WatermarkedTextbox and PriceChangeArrow

Again a keen eye may have noticed 2 other niceties on the home screen:

  1. PriceChangeArrow – the price change arrow (showing positive or negative gains) had a little animation when the Watch List loaded. It’s a little thing but I think goes a long way to making the app feel polished and enjoyable. I will be blogging exactly how to create such a control in the future.
  2. WatermarkedTextBox – this control I found from an open source Silverlight project and improved it a bit for Mango. I will be blogging in more detail about this control in the future.

Lazy Loading the Panorama Panes and Keeping the Animations Fluid!

This is perhaps the most important part of the home screen, so I’m not entirely sure why I left it ‘til the end. In any event, high framerates are very important, and maintaining a nice fluid user experience throughout the app is crucial to getting those coveted 5-star rating.

Caliburn Screens have a few important methods that you will want to override to make your app do something.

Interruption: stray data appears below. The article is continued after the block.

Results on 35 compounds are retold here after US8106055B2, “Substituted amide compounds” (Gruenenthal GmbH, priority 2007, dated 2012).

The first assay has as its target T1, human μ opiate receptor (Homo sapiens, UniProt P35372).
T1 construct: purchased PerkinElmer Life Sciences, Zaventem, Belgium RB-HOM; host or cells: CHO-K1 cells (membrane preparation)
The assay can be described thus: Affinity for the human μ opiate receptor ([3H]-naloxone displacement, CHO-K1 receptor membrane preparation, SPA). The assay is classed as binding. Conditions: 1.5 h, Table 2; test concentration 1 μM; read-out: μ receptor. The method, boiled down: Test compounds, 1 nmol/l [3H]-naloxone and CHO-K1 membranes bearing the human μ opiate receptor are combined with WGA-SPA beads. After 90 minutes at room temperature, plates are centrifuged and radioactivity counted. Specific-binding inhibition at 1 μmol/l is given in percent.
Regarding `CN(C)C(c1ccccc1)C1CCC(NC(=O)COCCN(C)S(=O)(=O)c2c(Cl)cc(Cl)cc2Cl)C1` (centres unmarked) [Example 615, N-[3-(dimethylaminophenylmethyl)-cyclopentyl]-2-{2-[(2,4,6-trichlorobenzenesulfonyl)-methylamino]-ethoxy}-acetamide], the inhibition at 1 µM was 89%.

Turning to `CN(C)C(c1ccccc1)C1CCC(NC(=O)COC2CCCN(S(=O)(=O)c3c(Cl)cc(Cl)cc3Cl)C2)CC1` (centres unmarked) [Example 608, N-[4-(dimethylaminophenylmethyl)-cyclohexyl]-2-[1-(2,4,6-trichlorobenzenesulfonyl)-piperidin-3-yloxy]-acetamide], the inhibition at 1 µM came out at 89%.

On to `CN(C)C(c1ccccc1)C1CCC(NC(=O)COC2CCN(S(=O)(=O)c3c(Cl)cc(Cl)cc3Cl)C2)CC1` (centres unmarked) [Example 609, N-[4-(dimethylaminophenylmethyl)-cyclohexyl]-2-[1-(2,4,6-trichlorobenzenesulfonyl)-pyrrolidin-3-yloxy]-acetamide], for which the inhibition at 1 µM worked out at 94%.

1. OnInitialize – Override this method to add logic which should execute only the first time that the screen is activated. After initialization is complete, IsInitialized will be true.
  2. OnActivate – Override this method to add logic which should execute every time the screen is activated. After activation is complete, IsActive will be true.
  3. OnDeactivate – Override this method to add custom logic which should be executed whenever the screen is deactivated or closed. The bool property will indicated if the deactivation is actually a close. After deactivation is complete, IsActive will be false.
  4. OnViewLoaded – Since Screen implements IViewAware, it takes this as an opportunity to let you know when your view’s Loaded event is fired. Use this if you are following a SupervisingController or PassiveView style and you need to work with the view. This is also a place to put view model logic which may be dependent on the presence of a view even though you may not be working with the view directly.